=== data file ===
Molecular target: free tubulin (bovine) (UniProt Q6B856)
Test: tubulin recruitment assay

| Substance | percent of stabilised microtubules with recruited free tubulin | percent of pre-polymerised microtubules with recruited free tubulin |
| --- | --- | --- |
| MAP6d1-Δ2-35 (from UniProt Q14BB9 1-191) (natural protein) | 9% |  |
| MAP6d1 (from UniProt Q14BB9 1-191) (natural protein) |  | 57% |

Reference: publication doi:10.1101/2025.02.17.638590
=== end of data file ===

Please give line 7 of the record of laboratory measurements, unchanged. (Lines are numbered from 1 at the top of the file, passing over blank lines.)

Reference: publication doi:10.1101/2025.02.17.638590